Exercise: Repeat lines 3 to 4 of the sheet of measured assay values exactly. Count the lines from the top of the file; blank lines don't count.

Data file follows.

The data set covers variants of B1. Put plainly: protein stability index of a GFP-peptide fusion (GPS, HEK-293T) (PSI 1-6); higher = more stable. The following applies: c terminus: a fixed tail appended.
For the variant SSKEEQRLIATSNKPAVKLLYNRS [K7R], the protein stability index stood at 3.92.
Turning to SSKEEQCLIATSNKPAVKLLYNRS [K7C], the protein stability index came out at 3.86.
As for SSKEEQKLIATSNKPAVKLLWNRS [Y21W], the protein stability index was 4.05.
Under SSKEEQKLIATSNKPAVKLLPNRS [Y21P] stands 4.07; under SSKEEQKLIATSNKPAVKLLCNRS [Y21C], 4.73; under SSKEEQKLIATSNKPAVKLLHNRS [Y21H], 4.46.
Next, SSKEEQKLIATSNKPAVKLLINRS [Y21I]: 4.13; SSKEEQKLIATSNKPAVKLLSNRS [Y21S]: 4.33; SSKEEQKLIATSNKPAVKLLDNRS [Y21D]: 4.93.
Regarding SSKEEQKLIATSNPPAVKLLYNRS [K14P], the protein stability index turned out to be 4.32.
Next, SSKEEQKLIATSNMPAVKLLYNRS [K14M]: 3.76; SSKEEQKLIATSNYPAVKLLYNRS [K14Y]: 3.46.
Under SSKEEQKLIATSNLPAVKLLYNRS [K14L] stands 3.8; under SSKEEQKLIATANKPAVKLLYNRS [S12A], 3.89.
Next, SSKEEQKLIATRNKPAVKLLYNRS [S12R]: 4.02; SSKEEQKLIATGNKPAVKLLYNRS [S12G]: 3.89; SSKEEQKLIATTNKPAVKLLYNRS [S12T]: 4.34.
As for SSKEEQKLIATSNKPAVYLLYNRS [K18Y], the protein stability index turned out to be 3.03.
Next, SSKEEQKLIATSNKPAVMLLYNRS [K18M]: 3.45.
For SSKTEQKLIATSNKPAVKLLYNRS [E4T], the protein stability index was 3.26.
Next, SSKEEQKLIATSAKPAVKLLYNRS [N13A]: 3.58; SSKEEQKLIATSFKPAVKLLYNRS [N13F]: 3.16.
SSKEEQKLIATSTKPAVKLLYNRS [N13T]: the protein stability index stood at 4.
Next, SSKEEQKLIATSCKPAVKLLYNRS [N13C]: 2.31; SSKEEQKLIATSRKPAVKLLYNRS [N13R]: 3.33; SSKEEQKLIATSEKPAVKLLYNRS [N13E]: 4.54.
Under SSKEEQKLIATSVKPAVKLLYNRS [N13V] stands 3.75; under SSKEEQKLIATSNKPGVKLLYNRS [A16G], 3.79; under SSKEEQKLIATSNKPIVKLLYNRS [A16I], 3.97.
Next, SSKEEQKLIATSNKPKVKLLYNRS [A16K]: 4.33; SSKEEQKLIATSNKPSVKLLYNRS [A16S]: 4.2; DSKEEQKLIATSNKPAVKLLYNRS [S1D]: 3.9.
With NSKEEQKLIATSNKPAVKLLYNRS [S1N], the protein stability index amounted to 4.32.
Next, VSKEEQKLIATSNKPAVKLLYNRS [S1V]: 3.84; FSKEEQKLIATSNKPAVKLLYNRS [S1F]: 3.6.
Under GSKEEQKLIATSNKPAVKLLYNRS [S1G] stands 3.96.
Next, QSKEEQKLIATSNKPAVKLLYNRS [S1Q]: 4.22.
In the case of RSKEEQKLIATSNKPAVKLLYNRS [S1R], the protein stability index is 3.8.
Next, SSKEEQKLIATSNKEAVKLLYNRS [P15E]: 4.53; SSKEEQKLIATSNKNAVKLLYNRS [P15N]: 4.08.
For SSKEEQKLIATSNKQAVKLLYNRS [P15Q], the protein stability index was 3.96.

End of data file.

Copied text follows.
Turning to SSKEEQCLIATSNKPAVKLLYNRS [K7C], the protein stability index came out at 3.86.
As for SSKEEQKLIATSNKPAVKLLWNRS [Y21W], the protein stability index was 4.05.